Couple of funny things that I read about or heard this week had me laughing out really loud.
The first was about Abhijit Sawant announcing that he was going to release his autobiography. HAHAHAHAHAHAHAHAHAHAHA!
Prashant Publications is going to release it. I was thinking that there could be three kind of stupid people in the world. One, who write autobiographies at the age of 17, two, people who publish it, and three, who read it. But then I thought, if there were enough stupid people of the third kind, that would actually make people of the second kind quite smart and people of the first kind would then be stupid NOT to write an autobiography.
Hmmm...Anyway, I think there should be a law preventing people who don't hold a driving license or are not allowed to drink, legally at least, from writing autobiographies.
The second was about the story about President Bush and his retinue of 'security officers' of the four legged kind, which led to an accommodation issue at the Le Meridian in New Delhi which led to the Home Ministry officials having to step in.
I was chuckling to myself the rest of the week imagining the position the staff of the hotel found themselves in. I wonder if they received any tips from those officers, or are they lieutenants. Hahaha...now don't get me started. Chuckle.
There was some indignation from my colleagues as well resulting from the Bush visit to ISB in Hyderabad, which is just across the road from my company. As no three wheelers were allowed in the said road from early in the morning, many of them had to make a trek to cover the last mile to office. I can empathise. Certainly, not the best of starts to a workday. Some claimed later in the day that it was all worth it as Bush announced the opening of an American Consulate in Hyderabad. You see, their trek in the morning resulted in saving the journey for millions to Chennai for their VISA interviews. Of course, karma.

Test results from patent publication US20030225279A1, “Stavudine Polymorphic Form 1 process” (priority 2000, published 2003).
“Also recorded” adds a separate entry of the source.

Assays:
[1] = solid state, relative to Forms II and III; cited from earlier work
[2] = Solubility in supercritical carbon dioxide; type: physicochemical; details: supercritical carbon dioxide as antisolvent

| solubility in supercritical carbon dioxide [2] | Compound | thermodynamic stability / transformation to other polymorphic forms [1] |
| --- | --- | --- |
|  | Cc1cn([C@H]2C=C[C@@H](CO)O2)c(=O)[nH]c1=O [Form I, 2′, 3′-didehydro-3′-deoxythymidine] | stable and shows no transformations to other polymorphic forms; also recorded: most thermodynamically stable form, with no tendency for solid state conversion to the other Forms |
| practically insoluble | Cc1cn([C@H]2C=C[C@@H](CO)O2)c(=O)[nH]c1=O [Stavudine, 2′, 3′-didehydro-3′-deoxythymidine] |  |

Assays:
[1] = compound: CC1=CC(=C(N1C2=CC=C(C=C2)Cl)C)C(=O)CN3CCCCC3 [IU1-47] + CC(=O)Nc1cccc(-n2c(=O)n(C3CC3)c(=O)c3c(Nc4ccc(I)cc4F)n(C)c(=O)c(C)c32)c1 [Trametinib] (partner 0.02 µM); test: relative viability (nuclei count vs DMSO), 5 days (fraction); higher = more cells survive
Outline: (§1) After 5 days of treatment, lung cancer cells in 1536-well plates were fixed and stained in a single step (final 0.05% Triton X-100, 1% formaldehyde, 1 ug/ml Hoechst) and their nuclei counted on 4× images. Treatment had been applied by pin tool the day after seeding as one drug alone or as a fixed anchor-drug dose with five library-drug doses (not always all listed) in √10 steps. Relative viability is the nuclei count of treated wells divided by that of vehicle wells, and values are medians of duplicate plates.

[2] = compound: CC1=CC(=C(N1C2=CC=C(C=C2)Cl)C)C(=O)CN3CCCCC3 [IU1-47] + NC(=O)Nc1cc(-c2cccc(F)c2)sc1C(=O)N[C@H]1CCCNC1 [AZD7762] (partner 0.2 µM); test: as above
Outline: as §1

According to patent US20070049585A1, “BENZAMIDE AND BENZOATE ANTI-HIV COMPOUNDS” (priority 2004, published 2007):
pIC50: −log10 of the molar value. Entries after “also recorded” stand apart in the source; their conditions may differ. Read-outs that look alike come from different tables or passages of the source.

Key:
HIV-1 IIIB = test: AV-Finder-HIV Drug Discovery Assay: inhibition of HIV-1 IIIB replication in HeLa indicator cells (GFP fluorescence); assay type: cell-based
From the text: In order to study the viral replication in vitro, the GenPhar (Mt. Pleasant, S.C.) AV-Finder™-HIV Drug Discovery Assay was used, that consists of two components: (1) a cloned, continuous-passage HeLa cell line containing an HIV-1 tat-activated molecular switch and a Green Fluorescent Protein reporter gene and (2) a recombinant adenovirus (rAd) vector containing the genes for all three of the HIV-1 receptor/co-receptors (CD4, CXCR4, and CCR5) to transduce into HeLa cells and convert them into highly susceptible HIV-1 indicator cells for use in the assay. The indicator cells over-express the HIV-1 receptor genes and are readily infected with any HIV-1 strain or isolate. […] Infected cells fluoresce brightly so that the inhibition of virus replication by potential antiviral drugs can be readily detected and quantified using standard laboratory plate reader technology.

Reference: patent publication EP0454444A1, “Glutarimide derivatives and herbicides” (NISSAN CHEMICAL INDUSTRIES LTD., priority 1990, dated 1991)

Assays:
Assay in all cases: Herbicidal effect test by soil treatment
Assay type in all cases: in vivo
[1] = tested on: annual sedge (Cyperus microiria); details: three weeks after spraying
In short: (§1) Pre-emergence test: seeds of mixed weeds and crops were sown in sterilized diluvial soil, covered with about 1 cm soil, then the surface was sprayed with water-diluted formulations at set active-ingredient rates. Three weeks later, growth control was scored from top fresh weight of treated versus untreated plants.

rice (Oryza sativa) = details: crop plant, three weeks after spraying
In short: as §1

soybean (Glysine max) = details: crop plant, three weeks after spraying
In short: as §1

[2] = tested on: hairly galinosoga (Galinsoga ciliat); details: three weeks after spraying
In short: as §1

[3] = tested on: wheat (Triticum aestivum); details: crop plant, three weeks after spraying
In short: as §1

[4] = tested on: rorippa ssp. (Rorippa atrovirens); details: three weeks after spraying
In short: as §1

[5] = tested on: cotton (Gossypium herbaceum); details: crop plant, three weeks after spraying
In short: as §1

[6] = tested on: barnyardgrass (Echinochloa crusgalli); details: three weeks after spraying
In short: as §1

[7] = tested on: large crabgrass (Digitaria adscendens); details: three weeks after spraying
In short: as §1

Yesterday night, beer was guzzled after quite some time. Had decided to restrain myself unlike last time and was determined to keep it all in. It still ended up as quite an adventure though, as it poured and poured by the time I left. Lights also went out, it seemed, in the whole of Hyderabad. The result was yours truly, with 3 bottles of RC inside, driving an old bike in the downpour at 11 in the night with only the aid of headlights from assorted vehicles. Squinting through my wet glasses, dropped off a lucky friend at his house and somehow made it safely back home myself. Lights came on as soon as I came in. That was nice. And of course, Mom seemed to be pretty relieved.
She's been forwarding me profiles of girls from these matrimonial websites this last week. I find it all pretty irritating and asked her not to do it.
"But did you take a look at those profiles?" she asked.
"Of course not, I delete them as soon as I see the subject of the email", I lie.
And finally, am in the middle of a book written by Pankaj Mishra, "The End of Suffering". The structure of the book is unlike anything I have read before. He juxtaposes travel writing, history, philosophy and autobiography in a pretty unique way. And I agree with the review that Scotland on Sunday has on the book which says 'It is perhaps in these personal accounts where Mishra is at his best, simply because of the sheer evocative power of his language, and the land and landscape he conjures up'. Of course, am not some lit-snob so maybe am just being naive.
I have been thinking that I am leading a pretty happy life. But Mishra quotes Nietzche in a line, which made me think again,
Is my life the "cheerfulness of the slave who has nothing of consequence to be responsible for, who does not value anything in the past and future higher than the present'?